Thalassemia is an inherited blood condition that causes anaemia. As a result, the patient's body lacks healthy red blood cells, which are necessary to carry oxygen around the body.
Some babies develop symptoms at birth and others show symptoms during the first two years of age. However, in some cases, babies may not produce noticeable symptoms.
The signs and symptoms of thalassaemia depend on its type and severity. Here are some common symptoms:
Thalassemia occurs due to the mutation in the DNA of cells that produce haemoglobin. This mutation can pass from one generation to another.
There are two types of thalassaemia:
There are two genes involved in making the beta-haemoglobin chain. If you inherit one mutated gene, it is called beta thalassemia minor. In this, you usually have mild symptoms. If you inherit two mutated genes, the symptoms will vary from moderate to severe and it is known as a beta thalassemia major.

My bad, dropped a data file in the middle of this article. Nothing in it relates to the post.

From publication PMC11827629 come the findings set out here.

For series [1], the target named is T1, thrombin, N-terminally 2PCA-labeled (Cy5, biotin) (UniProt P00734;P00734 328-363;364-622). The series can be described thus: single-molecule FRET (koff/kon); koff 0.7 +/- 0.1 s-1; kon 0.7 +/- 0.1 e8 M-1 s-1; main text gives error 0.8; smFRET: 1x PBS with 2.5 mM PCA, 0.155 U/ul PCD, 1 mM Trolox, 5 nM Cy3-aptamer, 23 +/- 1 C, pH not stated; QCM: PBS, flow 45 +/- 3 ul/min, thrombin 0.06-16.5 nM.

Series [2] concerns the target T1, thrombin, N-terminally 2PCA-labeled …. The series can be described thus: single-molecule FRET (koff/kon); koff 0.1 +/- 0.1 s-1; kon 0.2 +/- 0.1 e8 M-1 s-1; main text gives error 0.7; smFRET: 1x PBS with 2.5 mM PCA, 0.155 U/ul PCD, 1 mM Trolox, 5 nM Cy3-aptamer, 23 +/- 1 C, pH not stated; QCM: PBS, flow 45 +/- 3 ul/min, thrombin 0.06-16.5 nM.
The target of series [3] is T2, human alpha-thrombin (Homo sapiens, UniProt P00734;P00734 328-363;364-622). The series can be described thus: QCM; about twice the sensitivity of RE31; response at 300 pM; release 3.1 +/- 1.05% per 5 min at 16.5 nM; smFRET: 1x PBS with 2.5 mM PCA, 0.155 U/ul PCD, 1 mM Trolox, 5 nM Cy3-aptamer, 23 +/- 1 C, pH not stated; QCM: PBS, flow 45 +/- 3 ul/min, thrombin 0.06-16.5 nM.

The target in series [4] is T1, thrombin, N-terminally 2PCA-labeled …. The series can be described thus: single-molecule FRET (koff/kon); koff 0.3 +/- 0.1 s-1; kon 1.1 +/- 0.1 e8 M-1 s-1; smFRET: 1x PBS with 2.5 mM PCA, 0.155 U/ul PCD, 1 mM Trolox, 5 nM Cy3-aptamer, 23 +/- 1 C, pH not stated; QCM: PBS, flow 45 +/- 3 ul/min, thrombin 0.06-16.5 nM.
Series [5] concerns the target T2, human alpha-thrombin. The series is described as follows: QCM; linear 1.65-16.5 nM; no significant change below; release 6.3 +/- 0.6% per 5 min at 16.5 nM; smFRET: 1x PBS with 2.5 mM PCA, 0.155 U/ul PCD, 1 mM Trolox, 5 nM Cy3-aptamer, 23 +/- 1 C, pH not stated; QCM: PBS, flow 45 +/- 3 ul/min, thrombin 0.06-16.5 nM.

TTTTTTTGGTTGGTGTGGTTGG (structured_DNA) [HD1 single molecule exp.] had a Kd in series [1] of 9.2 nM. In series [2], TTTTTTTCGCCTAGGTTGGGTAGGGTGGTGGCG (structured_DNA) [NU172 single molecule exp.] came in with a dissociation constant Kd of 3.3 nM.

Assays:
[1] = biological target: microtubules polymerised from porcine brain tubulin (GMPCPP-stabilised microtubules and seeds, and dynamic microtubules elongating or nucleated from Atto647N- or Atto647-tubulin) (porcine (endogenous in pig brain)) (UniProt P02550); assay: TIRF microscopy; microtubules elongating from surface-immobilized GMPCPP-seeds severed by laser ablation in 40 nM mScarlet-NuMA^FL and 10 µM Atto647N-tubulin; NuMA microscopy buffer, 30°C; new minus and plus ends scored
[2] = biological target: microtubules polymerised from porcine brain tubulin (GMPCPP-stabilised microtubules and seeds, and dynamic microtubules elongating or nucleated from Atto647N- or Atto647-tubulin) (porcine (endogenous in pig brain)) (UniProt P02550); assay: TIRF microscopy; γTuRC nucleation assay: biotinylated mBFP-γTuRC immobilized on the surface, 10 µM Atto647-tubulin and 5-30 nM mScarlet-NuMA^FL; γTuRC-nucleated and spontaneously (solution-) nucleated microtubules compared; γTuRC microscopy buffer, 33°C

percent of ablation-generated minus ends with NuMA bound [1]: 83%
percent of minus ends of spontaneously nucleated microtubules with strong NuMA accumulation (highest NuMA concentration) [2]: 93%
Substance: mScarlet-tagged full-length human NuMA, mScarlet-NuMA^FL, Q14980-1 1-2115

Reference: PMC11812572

Those with a moderate form of thalassaemia may experience conditions like iron overload and infection.
An iron overload situation could occur either due to the disease or frequent blood transfusions, which are needed for treatment. Too much iron in the body affects the functioning of several organs.
In the case of severe thalassaemia, a person could have bone deformities, an enlarged spleen, heart problems and/or a slow growth rate.
Usually, mild thalassaemia might not need treatment. However, you should consult your doctor. He will evaluate your child's health and based on that suggest you on the right path. But moderate and severe thalassaemia require medical attention. Here are some treatment options for thalassaemia:
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